Books by Birnes, William J.

Scott, William B., Michael J. Coumatos, and William J. Birnes. Space Wars. New York: Forge, 2007. ISBN 0-765-31379-0.
I believe it was Jerry Pournelle who observed that a Special Forces operative in Afghanistan on horseback is, with his GPS target designator and satellite communications link to an F-16 above, the closest thing in our plane of existence to an angel of death. But, take away the space assets, and he's just a guy on a horse.

The increasing dependence of the U.S. military on space-based reconnaissance, signal intelligence, navigation and precision guidance, missile warning, and communications platforms has caused concern among strategic thinkers about the risk of an “asymmetrical attack” against them by an adversary. The technology needed to disable them is far less sophisticated and easier to acquire than the space assets, and the impact of their loss will disproportionately impact the U.S., which has fully integrated them into its operations. This novel, by a former chief wargamer of the U.S. Space Command (Coumatos), the editor-in-chief of Aviation Week and Space Technology (Scott), and co-author Birnes, uses a near-term fictional scenario set in 2010 to explore the vulnerabilities of military space and make the case for both active defence of these platforms and the ability to hold at risk the space-based assets of adversaries even if doing so gets the airheads all atwitter about “weapons in space” (as if a GPS constellation which lets you drop a bomb down somebody's chimney isn't a weapon). The idea, then, was to wrap the cautionary tale and policy advocacy in a Tom Clancy-style thriller which would reach a wider audience than a dull Pentagon briefing presentation.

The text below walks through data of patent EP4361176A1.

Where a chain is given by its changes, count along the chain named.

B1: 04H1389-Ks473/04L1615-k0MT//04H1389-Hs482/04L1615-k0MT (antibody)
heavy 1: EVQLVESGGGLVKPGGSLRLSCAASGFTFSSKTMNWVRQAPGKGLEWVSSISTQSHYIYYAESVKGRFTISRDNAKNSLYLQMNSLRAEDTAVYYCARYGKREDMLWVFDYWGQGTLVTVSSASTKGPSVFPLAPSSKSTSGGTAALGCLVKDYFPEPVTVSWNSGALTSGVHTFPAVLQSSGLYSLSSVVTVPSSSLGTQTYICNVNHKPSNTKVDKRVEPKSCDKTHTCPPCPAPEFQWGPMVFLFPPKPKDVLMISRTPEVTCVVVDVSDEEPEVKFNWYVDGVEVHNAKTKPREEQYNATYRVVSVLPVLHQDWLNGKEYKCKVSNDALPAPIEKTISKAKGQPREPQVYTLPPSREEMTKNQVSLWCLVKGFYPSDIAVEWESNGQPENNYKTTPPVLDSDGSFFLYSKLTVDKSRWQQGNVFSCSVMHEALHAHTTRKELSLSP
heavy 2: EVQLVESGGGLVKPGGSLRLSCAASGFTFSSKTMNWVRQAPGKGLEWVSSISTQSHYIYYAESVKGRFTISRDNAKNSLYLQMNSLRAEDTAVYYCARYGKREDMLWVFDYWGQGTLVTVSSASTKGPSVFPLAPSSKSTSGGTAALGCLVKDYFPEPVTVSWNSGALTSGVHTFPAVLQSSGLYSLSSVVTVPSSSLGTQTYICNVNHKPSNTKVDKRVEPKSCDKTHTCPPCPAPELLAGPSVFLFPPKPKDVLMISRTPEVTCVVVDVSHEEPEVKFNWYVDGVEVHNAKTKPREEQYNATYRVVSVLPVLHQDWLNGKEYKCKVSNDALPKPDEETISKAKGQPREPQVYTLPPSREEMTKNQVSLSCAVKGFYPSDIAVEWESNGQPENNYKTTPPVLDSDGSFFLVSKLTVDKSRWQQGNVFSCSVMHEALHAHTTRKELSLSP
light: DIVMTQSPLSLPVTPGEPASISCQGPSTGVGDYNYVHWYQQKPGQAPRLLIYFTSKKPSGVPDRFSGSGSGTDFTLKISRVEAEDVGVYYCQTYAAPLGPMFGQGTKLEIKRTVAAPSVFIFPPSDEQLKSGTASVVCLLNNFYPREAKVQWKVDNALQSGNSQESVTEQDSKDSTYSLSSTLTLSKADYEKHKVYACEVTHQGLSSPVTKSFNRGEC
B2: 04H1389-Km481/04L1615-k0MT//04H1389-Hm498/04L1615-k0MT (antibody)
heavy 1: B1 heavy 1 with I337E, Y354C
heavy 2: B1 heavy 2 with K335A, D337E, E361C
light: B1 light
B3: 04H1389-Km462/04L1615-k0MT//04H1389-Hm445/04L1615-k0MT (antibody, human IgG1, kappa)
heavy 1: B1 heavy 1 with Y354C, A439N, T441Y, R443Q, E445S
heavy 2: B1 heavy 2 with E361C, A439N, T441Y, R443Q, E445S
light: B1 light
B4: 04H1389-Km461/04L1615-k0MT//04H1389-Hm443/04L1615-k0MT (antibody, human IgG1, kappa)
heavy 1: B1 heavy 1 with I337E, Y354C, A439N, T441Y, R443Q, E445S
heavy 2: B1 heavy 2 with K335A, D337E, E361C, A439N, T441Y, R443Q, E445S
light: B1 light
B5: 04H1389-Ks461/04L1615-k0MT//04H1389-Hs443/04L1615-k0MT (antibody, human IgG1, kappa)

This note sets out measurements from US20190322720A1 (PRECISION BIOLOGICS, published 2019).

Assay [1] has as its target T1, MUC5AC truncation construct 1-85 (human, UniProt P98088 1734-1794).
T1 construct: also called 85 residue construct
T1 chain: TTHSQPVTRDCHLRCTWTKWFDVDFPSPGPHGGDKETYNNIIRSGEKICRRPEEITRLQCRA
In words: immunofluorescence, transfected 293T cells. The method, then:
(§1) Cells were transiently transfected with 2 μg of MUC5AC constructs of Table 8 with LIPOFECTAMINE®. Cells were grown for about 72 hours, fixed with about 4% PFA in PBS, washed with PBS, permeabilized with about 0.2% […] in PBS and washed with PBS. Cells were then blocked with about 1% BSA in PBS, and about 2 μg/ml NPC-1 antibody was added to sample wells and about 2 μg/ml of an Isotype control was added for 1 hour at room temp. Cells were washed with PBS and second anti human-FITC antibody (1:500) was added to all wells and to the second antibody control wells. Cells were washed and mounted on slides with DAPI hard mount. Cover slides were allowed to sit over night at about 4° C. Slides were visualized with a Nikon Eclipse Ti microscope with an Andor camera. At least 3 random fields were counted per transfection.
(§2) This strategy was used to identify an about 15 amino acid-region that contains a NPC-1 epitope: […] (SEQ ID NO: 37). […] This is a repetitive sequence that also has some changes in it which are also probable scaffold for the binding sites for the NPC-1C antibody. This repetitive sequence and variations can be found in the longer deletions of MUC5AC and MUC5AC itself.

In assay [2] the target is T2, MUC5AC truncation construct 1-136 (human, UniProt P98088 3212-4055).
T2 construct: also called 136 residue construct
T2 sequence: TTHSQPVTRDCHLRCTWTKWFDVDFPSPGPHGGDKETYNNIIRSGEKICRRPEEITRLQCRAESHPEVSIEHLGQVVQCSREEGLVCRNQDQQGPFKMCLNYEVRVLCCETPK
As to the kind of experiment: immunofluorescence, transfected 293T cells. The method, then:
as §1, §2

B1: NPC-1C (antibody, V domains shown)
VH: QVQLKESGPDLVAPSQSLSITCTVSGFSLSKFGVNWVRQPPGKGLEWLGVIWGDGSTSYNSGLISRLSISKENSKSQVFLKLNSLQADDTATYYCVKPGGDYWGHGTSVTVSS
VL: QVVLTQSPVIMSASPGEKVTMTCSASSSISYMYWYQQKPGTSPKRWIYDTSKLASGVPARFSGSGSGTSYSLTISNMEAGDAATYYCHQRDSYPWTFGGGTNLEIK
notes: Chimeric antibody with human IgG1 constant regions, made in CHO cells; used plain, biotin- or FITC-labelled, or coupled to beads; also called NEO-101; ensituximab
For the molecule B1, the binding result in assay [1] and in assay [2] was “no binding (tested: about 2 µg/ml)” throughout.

The reality, however, as embodied in the present book, is simply a mess. I can't help but notice that the publisher, Forge, is an imprint of Tom Doherty Associates, best known for their Tor science fiction books. As I have observed earlier in comments about the recent novels by Orson Scott Card and Heinlein and Robinson, Doherty doesn't seem to pay much attention to copy editing and fact checking, and this book illustrates the problem is not just confined to the Tor brand. In fact, after this slapdash effort, I'm coming to look at Doherty as something like Que computer books in the 1980s—the name on the spine is enough to persuade me to leave it on the shelf.